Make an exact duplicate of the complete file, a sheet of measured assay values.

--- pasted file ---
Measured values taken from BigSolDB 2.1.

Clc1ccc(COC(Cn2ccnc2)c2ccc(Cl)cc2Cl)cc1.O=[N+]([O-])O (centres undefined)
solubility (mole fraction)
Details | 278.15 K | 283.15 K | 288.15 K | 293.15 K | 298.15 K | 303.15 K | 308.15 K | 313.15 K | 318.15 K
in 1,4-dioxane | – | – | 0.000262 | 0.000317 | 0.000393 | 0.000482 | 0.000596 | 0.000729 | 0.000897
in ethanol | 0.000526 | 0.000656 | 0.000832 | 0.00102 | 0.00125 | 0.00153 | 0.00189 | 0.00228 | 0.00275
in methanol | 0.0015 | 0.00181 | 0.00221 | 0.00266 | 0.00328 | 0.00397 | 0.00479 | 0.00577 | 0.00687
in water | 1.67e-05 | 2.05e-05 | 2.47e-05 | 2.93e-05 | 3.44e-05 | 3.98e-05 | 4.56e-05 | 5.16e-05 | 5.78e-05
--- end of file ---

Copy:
Measured values taken from BigSolDB 2.1.

Clc1ccc(COC(Cn2ccnc2)c2ccc(Cl)cc2Cl)cc1.O=[N+]([O-])O (centres undefined)
solubility (mole fraction)
Details | 278.15 K | 283.15 K | 288.15 K | 293.15 K | 298.15 K | 303.15 K | 308.15 K | 313.15 K | 318.15 K
in 1,4-dioxane | – | – | 0.000262 | 0.000317 | 0.000393 | 0.000482 | 0.000596 | 0.000729 | 0.000897
in ethanol | 0.000526 | 0.000656 | 0.000832 | 0.00102 | 0.00125 | 0.00153 | 0.00189 | 0.00228 | 0.00275
in methanol | 0.0015 | 0.00181 | 0.00221 | 0.00266 | 0.00328 | 0.00397 | 0.00479 | 0.00577 | 0.00687
in water | 1.67e-05 | 2.05e-05 | 2.47e-05 | 2.93e-05 | 3.44e-05 | 3.98e-05 | 4.56e-05 | 5.16e-05 | 5.78e-05